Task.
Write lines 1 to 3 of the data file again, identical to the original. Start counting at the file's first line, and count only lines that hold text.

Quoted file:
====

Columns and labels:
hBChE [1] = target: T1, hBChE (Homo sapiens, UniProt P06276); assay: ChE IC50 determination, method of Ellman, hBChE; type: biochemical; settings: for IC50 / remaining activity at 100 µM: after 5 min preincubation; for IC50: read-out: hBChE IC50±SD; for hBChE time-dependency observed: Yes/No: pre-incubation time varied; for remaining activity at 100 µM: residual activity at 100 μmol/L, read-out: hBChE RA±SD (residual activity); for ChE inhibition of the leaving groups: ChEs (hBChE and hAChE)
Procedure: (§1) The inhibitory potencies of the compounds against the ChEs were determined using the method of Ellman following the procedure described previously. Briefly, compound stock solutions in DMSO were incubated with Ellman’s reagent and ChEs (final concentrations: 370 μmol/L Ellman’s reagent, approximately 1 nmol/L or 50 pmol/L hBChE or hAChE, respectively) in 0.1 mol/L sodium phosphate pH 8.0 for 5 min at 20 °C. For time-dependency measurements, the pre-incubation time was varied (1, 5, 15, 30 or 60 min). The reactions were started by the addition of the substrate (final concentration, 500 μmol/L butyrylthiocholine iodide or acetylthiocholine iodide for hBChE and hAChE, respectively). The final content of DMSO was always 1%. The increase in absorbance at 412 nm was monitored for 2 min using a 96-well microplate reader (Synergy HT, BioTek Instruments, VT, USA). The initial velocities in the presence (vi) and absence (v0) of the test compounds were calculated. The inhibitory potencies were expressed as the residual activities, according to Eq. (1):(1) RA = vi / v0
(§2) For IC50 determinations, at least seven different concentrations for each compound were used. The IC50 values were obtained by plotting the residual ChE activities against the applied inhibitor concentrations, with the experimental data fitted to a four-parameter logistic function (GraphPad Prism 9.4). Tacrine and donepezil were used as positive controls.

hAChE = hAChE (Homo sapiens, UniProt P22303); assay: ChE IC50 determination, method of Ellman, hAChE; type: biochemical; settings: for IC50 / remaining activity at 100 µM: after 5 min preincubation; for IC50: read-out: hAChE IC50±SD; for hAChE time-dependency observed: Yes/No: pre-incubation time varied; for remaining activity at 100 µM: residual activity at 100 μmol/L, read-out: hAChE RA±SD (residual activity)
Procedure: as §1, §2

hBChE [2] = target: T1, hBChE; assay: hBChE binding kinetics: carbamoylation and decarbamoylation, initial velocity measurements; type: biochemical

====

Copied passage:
Columns and labels:
hBChE [1] = target: T1, hBChE (Homo sapiens, UniProt P06276); assay: ChE IC50 determination, method of Ellman, hBChE; type: biochemical; settings: for IC50 / remaining activity at 100 µM: after 5 min preincubation; for IC50: read-out: hBChE IC50±SD; for hBChE time-dependency observed: Yes/No: pre-incubation time varied; for remaining activity at 100 µM: residual activity at 100 μmol/L, read-out: hBChE RA±SD (residual activity); for ChE inhibition of the leaving groups: ChEs (hBChE and hAChE)
Procedure: (§1) The inhibitory potencies of the compounds against the ChEs were determined using the method of Ellman following the procedure described previously. Briefly, compound stock solutions in DMSO were incubated with Ellman’s reagent and ChEs (final concentrations: 370 μmol/L Ellman’s reagent, approximately 1 nmol/L or 50 pmol/L hBChE or hAChE, respectively) in 0.1 mol/L sodium phosphate pH 8.0 for 5 min at 20 °C. For time-dependency measurements, the pre-incubation time was varied (1, 5, 15, 30 or 60 min). The reactions were started by the addition of the substrate (final concentration, 500 μmol/L butyrylthiocholine iodide or acetylthiocholine iodide for hBChE and hAChE, respectively). The final content of DMSO was always 1%. The increase in absorbance at 412 nm was monitored for 2 min using a 96-well microplate reader (Synergy HT, BioTek Instruments, VT, USA). The initial velocities in the presence (vi) and absence (v0) of the test compounds were calculated. The inhibitory potencies were expressed as the residual activities, according to Eq. (1):(1) RA = vi / v0